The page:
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Alternative Dispute Resolution in Minnesota

All civil lawsuits involving personal injury and wrongful death in Minnesota are controlled by the Minnesota Rules of Civil Procedure. Each party to the lawsuit must follow those rules, which set out, among other things, a party’s right to take depositions, the manner in which interrogatories and other “discovery” requests are served upon parties, the plaintiff’s obligation to submit to an independent medical examination (IME) (also known as an adverse medical examination (AME) and the requirement of ADR (Alternative Dispute Resolution).

Most personal injury and wrongful death civil lawsuits are required to go through some type of ADR process in Minnesota. That can include arbitration or mediation. The Court may order the type of ADR that must be used in each individual case, but, more often the decision is left to the parties. Each process is discussed below.

Arbitration: Binding and Non-Binding

Binding Arbitration is a substitute for a trial. The parties select an arbitrator who is usually an experienced personal injury lawyer and wrongful death lawyer (sometimes the parties agree that there should be a panel of three arbitrators). The arbitration is usually held in the arbitrator’s office. The parties appear before the arbitrator and submit most of the evidence in written form, such as medical records, medical bills, police reports, etc. The parties also have the right to present testimony to the arbitrator. Most of the time the plaintiff and one of two other witnesses may testify. Anyone who testifies is placed under oath and is questioned in a manner consistent with that questioning that would occur in Court. They are also subject to cross-examination.

After the arbitrator hears the case the arbitrator usually takes the matter under advisement and issues a decision later on (usually within 30 days). Since a binding arbitration takes the place of a trial, the arbitrator’s decision is final.

The Court cannot order parties to a binding arbitration in personal injury and wrongful death cases. Since the parties are giving up their right to go to trial, all parties must agree before a case goes through the binding arbitration process.

Non-Binding Arbitration is very similar to the binding arbitration described above, except that the parties are not bound by the outcome. For example, if a case went through non-binding arbitration and the plaintiff prevailed, the defendant can ask that the arbitration be put aside and that the case proceed on to trial.

The procedure used for non-binding arbitrations in personal injury and wrongful death cases is very similar to the procedure used in binding arbitrations. Most of the case is presented to the arbitrator by way of written documentation. The arbitrator then renders a decision within 30 days. Each party then has a certain amount of time in which to ask that the arbitration award be set aside.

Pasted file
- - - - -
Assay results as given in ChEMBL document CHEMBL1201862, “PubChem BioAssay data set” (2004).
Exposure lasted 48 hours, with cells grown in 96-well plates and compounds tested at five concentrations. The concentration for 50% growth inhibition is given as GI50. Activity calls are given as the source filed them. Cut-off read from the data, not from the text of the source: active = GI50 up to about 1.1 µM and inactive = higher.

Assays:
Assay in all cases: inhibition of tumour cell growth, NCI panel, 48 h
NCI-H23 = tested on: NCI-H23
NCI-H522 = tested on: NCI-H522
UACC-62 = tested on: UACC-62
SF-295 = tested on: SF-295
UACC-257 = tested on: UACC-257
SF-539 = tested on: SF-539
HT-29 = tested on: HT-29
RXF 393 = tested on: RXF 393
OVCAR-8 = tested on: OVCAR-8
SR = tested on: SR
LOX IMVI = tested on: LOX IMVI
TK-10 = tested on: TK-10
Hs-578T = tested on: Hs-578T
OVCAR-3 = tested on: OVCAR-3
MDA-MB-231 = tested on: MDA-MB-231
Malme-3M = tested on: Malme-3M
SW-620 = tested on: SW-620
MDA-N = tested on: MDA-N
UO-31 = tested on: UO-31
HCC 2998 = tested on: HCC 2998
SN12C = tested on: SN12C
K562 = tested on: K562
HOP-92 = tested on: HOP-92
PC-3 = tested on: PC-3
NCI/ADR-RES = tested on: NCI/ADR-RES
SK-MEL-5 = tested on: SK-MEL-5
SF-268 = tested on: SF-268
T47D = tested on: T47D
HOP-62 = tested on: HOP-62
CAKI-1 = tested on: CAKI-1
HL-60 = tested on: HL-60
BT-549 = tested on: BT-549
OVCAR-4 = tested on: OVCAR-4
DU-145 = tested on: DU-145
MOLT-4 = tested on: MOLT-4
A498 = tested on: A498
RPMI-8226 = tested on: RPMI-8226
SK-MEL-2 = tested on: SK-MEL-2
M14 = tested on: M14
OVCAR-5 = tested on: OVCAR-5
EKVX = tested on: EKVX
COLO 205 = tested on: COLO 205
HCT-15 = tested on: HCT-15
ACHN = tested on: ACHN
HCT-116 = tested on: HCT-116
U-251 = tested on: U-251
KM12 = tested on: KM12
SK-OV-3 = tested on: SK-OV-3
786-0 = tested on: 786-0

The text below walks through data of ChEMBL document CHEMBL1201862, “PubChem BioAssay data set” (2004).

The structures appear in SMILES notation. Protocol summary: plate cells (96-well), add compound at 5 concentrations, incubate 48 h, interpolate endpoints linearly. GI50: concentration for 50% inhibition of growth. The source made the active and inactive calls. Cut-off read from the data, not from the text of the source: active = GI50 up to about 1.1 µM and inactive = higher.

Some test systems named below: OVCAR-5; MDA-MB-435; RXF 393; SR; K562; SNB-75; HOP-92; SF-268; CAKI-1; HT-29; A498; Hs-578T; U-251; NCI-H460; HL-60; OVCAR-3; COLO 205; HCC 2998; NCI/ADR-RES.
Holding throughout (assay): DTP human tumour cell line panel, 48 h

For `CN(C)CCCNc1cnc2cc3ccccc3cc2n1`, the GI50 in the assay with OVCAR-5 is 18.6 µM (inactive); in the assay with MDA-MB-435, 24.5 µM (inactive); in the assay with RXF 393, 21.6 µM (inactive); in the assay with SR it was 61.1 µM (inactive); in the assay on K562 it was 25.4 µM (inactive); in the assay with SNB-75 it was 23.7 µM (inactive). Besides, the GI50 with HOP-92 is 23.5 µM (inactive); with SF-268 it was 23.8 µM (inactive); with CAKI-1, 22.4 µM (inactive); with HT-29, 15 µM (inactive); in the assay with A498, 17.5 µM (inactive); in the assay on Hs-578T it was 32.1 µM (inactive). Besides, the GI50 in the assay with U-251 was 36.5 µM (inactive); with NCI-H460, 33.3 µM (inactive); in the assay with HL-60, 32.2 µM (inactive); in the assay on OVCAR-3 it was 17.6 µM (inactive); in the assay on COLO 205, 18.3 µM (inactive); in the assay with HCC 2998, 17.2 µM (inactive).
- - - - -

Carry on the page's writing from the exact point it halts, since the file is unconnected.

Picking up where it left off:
As you might expect, non-binding arbitrations have limited value. Since they are not binding in nature, they are used primarily as a means to educate the parties regarding the strengths and weaknesses of the case. In other words, it gives the parties a chance to see what an outside, neutral person thinks about the case, which in turn may prompt the parties to enter into realistic settlement negotiations.

The Court does have the power to order parties to go to non-binding arbitration. Furthermore, the parties can agree to do so.


Mediation is a settlement tool. It is a chance for the parties in personal injury and wrongful death cases to get together with some outside, neutral individual to discuss settlement of the case. The mediator is usually an experienced personal injury and wrongful death lawyer. The mediation is usually held in the mediator’s office. The parties usually submit some written material to the mediator prior to the mediation in order to give the mediator some background information. However, since the mediator is not going to decide the case, the parties do not usually submit the same type of information they would submit at either a trial or arbitration. After a brief meeting to discuss the goal of the mediation, the mediator usually splits the parties up and then moves back and forth among the parties in an effort to settle the case. During those sessions, the mediator will discuss the strength and weaknesses of the positions taken by each party. It is the hope that such a process will help the parties reanalyze the case and move towards settlement.

If the mediation is successful, the parties will settle the case and there will be no need to continue on to trial. If the mediation is unsuccessful, the parties continue on the path towards trial. All discussions held during the course of a mediation are confidential and cannot be used by or against any party later on in the case.

The Court has the power to order parties to mediation in most personal injury and wrongful death cases in Minnesota. The parties also have the right to agree to submit the case to mediation. Usually the parties select the identity of the mediator.